File Photo: Moussa Mostafa Moussa (Photo: Ahram)
Egyptian presidential candidate Moussa Mostafa Moussa said during an interview with the Masaa program on the DMC TV on Saturday that if elected president, he will "put those who called for boycotting [Egypt's 2018] elections on trial" for "high treason."
"These calls incite foreign countries against Egypt," Moussa said during the interview.
Mousa's statements come in response to an announcement last week by the Civil Democratic Movement (CDM), a coalition of liberal and leftist political parties and organisations, that it will boycott Egypt's upcoming presidential elections, citing what it described as "the lack of any positive signs from the regime to guarantee a free and fair electoral process."
The CDM says it intends to ask the public to support a "Stay at Home" campaign on polling days, which are scheduled for March 26-28.
"They are harming Egyptians, [foreign] aid might be cut. [Our] food, and trade relations will be affected as a result of such campaigns, and this will eventually harm the Egyptian citizen," Moussa added.
On Friday, the National Election Authority (NEA) announced that President Abdel-Fattah El-Sisi and Ghad Party chairman Moussa Mostafa Moussa are the only two presidential hopeful who submitted requests to run in the presidential elections.
In late January, President El-Sisi presented 549 endorsements from MPs and 161,707 citizen signatures to the authority in order to qualify as a candidate, while Moussa submitted endorsements from 20 MPs.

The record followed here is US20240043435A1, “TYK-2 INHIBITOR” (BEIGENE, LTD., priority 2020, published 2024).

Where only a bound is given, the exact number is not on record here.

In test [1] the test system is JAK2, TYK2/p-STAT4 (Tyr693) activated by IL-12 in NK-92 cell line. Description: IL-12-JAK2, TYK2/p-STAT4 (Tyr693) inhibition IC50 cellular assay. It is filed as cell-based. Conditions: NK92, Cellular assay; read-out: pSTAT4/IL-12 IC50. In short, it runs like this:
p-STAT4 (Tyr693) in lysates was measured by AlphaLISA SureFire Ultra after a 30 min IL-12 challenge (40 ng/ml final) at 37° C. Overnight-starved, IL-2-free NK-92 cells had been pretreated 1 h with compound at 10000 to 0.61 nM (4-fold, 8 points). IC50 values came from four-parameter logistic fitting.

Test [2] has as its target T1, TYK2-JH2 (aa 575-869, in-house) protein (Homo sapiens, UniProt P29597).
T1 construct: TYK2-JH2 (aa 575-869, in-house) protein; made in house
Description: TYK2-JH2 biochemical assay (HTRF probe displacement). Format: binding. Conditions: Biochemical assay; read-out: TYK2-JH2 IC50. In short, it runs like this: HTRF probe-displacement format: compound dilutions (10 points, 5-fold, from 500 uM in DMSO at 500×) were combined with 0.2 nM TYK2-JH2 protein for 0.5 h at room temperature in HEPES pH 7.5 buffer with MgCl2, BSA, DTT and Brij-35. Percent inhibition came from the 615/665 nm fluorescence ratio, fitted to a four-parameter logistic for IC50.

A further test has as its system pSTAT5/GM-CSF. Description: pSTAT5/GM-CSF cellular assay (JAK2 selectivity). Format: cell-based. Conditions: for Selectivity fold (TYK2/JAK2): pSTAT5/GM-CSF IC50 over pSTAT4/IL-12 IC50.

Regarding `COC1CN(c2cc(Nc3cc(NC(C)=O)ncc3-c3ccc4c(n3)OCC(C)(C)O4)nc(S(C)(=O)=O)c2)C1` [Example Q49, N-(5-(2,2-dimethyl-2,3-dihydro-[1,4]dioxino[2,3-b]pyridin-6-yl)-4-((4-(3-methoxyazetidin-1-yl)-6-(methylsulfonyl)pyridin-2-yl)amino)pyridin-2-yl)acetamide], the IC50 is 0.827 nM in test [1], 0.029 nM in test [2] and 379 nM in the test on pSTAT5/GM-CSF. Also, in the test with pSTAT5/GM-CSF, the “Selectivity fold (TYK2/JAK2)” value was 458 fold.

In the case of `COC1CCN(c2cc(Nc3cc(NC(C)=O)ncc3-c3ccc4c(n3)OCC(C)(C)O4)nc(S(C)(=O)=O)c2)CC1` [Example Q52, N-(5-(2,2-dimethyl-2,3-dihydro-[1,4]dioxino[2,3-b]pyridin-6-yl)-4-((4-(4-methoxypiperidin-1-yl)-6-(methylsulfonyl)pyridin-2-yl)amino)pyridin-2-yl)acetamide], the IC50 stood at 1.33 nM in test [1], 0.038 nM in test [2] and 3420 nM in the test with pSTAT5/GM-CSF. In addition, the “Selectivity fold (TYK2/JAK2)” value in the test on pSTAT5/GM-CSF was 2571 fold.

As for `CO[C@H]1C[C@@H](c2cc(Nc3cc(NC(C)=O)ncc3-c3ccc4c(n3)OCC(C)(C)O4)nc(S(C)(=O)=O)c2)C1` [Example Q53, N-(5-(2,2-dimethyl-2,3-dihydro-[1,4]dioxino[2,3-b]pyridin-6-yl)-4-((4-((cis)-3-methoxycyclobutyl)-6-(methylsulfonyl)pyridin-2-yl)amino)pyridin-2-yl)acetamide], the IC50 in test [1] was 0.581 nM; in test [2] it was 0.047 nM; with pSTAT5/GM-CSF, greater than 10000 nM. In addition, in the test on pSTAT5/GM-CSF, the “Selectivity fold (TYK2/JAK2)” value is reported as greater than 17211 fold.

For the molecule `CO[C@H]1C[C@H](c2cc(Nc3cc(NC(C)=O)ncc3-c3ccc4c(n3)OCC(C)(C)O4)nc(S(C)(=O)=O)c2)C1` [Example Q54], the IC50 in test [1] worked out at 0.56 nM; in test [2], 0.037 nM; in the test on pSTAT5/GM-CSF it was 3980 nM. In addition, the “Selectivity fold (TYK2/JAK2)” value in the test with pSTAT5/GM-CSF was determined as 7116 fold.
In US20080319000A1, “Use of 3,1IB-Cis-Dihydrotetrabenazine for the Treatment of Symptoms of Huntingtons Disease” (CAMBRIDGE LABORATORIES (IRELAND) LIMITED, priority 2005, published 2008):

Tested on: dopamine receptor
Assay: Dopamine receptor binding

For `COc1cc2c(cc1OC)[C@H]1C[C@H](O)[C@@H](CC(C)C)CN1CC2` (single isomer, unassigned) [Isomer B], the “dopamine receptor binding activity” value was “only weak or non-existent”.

Hopeful candidates must submit endorsements from at least 20 MPs or from 25,000 citizens to be eligible to run for president.
In the past few weeks, a number of potential candidates, including former MP Mohamed Anwar El-Sadat and rights lawyer Khaled Ali, ended their nomination campaigns after citing an unfair playing field for challengers of President El-Sisi.
In the past few days, numerous public figures and many MPs have blasted the CDM's calls for boycott, accusing the group of aiming to undermine democracy and the Egyptian constitution.
The Mostakbal Watan (The Future of a Nation) Party, the second largest party in parliament, issued a statement last week condemning the boycott campaign, saying that it "serves the foreign agenda."
"The Egyptian people face a dangerous and major challenge. We must stand behind the state in order to foil all plans that aim at blocking the country's path of accomplishments or at defaming the presidential elections process in order to impede our achievements," said the statement.
Also last week, lawyer Mohamed Hassan filed a legal complaint to Egypt's prosecution against CDM members, accusing them of inciting against the regime, and harming Egyptian economy and national security.
However, on the other side, members of parliament's opposition 25-30 bloc defended the right of citizens to choose to boycott polls. On Saturday, MP Haitham El-Hariri, a leading member of the bloc, said in press statements that boycotting elections is both a legal and constitutional right on par with the right to vote.
The bloc has refused to lend endorsements to either President El-Sisi or Moussa, saying the nomination process was manipulated, but adding that it has not yet decided whether or not to endorse a boycott.
Moussa, the 66 year-old engineer, is running on a program of empowering the youth by encouraging the creation of small businesses, re-opening closed factories, and increasing exports.
The NEA will announce on 24 February the final list of qualified candidates after nominees' applications are fully vetted.